Sugaring in Vermont

March 04, 2015  •  1 Comment

Well, I suppose we are all suffering a little 'Cabin Fever' by now so I figured I'd continue on with a second post about making Maple Syrup in Vermont. It's the genuine article with absolutely nothing added. Folks say it's good for you too! Good for the heart. Genuine Maple Syrup makes you smile and gives you a happy heart. After all, a happy heart is a healthy heart! Now, the rest of the story!

After the sap buckets have been collected and poured into a larger tank near the sugar woods, it is then pumped into a mobile tank on a truck and off loaded into another tank at the sugar house to be boiled down in an evaporator to make syrup. Now some woods are on a hillside that ideally faces East so the morning sun warms things up faster and keeps the sap running better. Now the better choice is to run a network of tubing from the taps into a main line that flows into the tank. This saves a lot of hard leg work and time for the sugar makers. Sounds like a good fool proof plan doesn't it? Yes and no because squirrels seem to appreciate the sap as well and often chew through the lines causing the loss of raw product. Deer and other critters also seem to range through and drop lines as well. The maple producers have to be ever mindful and check their lines for damage. From tree to syrup time is critical as well. The faster it is run through the evaporator, the higher the quality the syrup will be. Now the evaporators are fired by wood, gas or oil. When I first moved to Vermont in 1980 the cost of a gallon of syrup was $40.00. I thought that was awful expensive for boiled sap. However in 1981, I took a job with a farmer to help make syrup. I had no idea how much work was involved. The producer I helped had a wood fired evaporator. After tapping the trees and running lines and setting bulk tanks out, the next step was to gather enough wood to make sure we could boil all the sap we got. Now the math. The state average then was each individual tap produced one quart of syrup a season. Once the sap starts running the evaporator is fired up and the boiling begins. You don't shut down till you are out of sap. That made for some long days! My job was to fire the evaporator with another young man and keep her burning. We burned between a cord and a cord and a half an hour! That means we were tossing between two and five thousand pounds of wood every hour from morning till late evening. It was so hot when you fed wood to the fire, you had to wear two sets of clothes for protection from the heat! Even then, you threw the wood in and stepped outside to cool you clothes! 1981 was a real good run. The sap was sweet but it took 26 gallons of sap to make one gallon of syrup! We made over a 1000 gallons of syrup that year as a team. That's 26,000 gallons of sap that was gathered, hauled, and boiled! God had a good plan making the season only a couple of weeks long. Any longer and would have killed us. It was a great experience that will forever be etched in this flatlanders mind. But you know what? I have never complained about the price of Maple Syrup since February of 1981. So if you get to Vermont during sugaring, stop in a sugar house and try some sugar on snow. It's a real treat! There is a multitude of Maple product being produced. Pure sugar and different candies. Something for everyone. Stay warm! Enjoy life and most of all....keep shooting!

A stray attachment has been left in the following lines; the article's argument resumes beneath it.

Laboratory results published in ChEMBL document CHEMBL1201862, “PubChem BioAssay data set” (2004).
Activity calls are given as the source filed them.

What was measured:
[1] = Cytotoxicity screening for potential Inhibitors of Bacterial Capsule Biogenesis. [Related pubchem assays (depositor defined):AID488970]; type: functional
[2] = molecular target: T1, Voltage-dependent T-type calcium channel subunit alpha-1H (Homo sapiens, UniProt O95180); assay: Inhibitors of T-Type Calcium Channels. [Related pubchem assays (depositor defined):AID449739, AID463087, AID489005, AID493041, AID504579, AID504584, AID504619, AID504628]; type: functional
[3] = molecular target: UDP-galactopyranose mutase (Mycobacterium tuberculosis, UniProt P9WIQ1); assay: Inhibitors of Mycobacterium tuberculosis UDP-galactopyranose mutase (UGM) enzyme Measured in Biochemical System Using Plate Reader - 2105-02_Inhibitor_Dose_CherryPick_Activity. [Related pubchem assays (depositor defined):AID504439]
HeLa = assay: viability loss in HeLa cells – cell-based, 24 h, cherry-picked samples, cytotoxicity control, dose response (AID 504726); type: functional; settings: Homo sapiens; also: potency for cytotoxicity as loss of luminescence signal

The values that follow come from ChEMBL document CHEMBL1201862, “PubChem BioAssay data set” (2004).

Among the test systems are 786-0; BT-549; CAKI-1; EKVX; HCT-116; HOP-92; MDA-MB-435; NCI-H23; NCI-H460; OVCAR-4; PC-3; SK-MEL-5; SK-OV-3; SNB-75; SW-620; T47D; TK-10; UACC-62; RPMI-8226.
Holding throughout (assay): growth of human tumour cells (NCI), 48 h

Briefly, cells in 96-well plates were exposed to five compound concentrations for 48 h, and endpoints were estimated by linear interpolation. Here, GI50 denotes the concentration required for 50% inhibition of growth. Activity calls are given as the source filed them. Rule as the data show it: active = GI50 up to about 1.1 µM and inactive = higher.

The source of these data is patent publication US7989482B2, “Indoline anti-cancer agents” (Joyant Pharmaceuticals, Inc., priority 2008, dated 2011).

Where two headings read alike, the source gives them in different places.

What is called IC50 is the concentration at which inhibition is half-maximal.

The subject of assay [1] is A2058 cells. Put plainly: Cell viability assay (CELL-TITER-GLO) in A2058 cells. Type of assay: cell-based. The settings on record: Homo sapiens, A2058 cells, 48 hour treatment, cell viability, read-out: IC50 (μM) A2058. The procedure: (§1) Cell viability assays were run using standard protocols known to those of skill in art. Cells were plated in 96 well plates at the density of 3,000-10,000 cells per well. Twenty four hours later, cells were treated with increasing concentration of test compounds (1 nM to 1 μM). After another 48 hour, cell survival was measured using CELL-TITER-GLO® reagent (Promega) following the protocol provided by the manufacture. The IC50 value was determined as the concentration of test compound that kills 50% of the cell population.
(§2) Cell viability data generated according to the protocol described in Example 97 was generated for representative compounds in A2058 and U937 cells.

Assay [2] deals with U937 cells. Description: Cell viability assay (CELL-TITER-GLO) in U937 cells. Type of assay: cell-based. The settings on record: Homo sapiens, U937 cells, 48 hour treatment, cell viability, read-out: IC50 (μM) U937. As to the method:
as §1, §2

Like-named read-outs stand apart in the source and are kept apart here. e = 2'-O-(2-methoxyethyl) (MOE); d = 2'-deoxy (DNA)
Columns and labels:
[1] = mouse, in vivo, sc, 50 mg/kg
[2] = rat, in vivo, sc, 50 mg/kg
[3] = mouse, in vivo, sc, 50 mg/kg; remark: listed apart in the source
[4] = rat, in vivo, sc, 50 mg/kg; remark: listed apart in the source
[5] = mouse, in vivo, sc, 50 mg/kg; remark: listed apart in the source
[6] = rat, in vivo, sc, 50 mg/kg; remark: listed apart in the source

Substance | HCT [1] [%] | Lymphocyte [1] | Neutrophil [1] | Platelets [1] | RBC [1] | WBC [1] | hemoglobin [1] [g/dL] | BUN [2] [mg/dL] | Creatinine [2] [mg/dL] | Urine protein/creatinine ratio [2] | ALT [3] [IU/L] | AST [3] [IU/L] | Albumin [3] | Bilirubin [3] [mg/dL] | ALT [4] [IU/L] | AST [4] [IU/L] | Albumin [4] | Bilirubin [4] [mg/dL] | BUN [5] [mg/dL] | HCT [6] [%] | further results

Vermont Sugar HouseTime for sugar on snow and a big stack of pancakes!


Agnes Moore(non-registered)
Great blog! I remember when you took me to see the evaporator processing the sap. I, too, will never complain about the price. Nothing compares to the real thing. Store bought syrup is something I can't stand, but the real maple syrup - real maple sugar. YUM.
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